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Do you know how legal issues affect your digital marketing business? As online advertising becomes more effective, you may seek to promote your clients through:
- social media;
- websites; and
- search engines.
Although there are many legal issues that your business must consider, this article will explain the five key obligations you need to regard when running a digital marketing business.
1. Privacy Law Obligations
- what information you are collecting; and
- the purposes of collection.
You will also need to store data securely and only for the length of time that you need it.
2. Terms and Conditions
Your marketing business needs a clear set of terms and conditions for the services you provide. If you sell your marketing services to clients online, you will need a click wrap agreement agreement setting out key details.
Your terms and conditions should cover:
- the scope of the work you are providing, including marketing strategies, goals and plans;
- deliverables and timelines;
- payment schedules and fees;
- restraint of trade with other parties;
- confidentiality of information shared;
- dispute resolution processes; and
- limitations to your legal responsibility.
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3. Consumer Law and Marketing
When promoting your clients’ products and services, make sure that your advertisements will not mislead consumers. Misleading and false advertising can include representations of the:
- quantity; or
- suitability of the good or service.
Another issue to be wary of is bait advertising. This can occur when you advertise a product at sale price but do not have sufficient stock to meet customer demand.
Finally, the law prevents businesses from sending spam marketing messages. This means that you must have received consent from individuals before contacting them. You also cannot send them an excessive number of messages. If you send emails on your client’s behalf, your client should communicate to their customers that it collects email addresses for use by their marketing provider.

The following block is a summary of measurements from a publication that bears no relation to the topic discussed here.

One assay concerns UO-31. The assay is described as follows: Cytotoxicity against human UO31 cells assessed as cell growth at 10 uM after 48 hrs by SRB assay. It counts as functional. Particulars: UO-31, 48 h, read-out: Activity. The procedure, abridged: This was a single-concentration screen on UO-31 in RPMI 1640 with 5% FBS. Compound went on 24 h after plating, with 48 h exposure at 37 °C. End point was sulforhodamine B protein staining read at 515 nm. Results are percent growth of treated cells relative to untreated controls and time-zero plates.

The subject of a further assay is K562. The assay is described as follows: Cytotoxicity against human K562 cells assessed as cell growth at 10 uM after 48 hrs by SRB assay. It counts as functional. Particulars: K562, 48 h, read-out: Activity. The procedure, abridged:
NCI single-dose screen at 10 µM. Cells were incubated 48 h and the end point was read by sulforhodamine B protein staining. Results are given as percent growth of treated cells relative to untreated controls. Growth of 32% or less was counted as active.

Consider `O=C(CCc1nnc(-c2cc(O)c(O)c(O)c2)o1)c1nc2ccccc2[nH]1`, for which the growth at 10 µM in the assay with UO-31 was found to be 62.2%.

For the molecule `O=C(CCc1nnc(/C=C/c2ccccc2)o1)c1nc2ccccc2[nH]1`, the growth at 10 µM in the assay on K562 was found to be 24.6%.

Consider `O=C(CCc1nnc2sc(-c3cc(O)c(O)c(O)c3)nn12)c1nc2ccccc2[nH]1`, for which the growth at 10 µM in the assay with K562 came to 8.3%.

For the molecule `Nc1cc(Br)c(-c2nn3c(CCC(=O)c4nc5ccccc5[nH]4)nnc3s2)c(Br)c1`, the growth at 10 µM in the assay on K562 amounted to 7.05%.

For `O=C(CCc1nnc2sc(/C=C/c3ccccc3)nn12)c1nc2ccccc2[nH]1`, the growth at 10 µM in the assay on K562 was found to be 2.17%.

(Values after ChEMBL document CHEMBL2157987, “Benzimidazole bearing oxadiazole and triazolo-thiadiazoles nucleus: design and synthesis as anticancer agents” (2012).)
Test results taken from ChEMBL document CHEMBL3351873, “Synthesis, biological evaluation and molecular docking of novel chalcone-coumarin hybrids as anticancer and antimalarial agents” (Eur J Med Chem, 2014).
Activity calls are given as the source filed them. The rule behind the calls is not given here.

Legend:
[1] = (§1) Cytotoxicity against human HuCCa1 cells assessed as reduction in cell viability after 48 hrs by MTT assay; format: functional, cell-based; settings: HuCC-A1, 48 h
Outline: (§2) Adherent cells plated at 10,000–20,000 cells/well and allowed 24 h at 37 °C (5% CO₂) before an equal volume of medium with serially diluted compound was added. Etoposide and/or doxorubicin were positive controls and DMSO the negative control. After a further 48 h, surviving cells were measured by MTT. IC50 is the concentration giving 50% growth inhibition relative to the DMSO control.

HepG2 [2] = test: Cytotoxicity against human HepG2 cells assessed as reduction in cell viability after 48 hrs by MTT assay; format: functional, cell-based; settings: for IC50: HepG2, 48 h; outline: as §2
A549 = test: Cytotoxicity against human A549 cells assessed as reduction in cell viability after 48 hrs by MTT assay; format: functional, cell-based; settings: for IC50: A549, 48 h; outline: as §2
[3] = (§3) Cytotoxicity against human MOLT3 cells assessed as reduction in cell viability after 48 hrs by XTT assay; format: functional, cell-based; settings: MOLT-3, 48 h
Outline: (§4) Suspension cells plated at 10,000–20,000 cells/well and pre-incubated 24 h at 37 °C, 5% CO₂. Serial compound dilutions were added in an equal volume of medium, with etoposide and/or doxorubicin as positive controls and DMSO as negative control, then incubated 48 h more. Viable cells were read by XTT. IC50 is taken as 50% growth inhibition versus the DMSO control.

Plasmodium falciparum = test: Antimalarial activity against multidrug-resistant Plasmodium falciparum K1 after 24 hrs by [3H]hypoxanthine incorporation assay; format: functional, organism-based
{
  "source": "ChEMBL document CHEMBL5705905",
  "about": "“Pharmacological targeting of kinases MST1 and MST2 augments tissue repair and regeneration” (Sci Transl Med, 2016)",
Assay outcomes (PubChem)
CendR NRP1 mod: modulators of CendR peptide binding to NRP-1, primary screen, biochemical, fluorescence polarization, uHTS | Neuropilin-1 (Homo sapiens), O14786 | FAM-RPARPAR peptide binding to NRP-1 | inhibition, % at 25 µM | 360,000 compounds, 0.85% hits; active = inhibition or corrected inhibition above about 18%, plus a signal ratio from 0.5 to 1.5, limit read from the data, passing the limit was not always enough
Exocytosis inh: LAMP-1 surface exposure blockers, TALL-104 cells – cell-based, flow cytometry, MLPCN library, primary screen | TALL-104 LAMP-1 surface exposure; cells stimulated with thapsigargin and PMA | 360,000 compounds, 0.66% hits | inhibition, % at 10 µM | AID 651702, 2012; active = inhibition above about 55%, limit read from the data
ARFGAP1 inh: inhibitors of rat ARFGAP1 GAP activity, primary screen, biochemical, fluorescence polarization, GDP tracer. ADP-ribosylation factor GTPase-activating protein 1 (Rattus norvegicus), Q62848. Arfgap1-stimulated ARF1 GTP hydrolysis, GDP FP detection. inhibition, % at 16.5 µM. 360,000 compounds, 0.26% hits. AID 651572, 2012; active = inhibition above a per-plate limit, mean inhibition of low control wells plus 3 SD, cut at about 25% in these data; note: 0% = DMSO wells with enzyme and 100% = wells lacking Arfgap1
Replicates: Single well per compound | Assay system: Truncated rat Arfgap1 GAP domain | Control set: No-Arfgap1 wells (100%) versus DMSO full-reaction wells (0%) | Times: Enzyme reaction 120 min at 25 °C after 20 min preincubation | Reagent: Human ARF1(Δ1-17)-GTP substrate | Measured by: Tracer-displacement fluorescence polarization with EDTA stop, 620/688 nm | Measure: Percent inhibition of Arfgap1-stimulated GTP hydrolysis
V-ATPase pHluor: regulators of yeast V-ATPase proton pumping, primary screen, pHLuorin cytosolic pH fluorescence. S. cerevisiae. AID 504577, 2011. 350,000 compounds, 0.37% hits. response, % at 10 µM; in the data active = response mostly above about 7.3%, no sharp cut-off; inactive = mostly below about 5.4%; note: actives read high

4. Intellectual Property
If you use other content creators’ intellectual property (IP) (such as their music, art or photographs) to assist in your advertising, ensure that you have the appropriate permissions or licences to use them.
Merely changing a piece of work by a certain amount will not necessarily avoid copyright infringement.
5. Competition Regulations
A competition run to advertise a company’s products or services is known as a trade promotion. If you run trade promotions for your clients, you may require a permit, depending on the states or territories in which you run the competition. This will depend on whether the trade promotion is a game of skill or game of chance, where it is being run and the total prize pool. You will also need to establish trade promotion terms and conditions, which set out:
- who the promoter is (whether it is you or your client);
- who can enter the competition and whether there are any age or location restrictions;
- the timeframe for the competition;
- requirements for entry;
- details about the prize; and
- how you will notify the winner.
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Your digital marketing business needs to consider many legal issues. In particular, you should ensure that:
- your privacy practices are up to date;
- your contracts protect you from liability;
- you comply with consumer law requirements;
- you do not infringe upon others’ IP; and
- you have the permits required to conduct your business.
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